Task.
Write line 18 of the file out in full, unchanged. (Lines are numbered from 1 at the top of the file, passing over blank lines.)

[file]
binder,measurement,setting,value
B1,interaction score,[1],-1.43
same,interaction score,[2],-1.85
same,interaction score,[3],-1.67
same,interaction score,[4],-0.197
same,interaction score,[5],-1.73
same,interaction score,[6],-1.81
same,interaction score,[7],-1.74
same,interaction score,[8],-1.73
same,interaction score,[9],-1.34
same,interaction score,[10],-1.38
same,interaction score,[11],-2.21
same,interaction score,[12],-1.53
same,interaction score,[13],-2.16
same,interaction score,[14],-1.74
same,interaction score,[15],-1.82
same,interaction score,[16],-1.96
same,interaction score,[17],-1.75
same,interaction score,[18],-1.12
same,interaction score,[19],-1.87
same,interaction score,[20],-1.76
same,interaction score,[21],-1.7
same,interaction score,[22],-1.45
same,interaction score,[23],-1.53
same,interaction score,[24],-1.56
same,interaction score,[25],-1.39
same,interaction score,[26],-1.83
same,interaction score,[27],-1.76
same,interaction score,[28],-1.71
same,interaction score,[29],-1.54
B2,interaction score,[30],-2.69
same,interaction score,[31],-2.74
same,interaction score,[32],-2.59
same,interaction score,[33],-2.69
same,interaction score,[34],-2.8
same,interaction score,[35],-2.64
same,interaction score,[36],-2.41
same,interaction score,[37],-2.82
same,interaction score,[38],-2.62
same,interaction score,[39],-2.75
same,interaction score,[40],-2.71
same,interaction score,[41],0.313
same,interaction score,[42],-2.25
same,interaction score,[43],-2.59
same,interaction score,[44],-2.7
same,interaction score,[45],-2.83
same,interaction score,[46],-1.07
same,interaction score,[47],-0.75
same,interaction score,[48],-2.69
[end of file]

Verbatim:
same,interaction score,[17],-1.75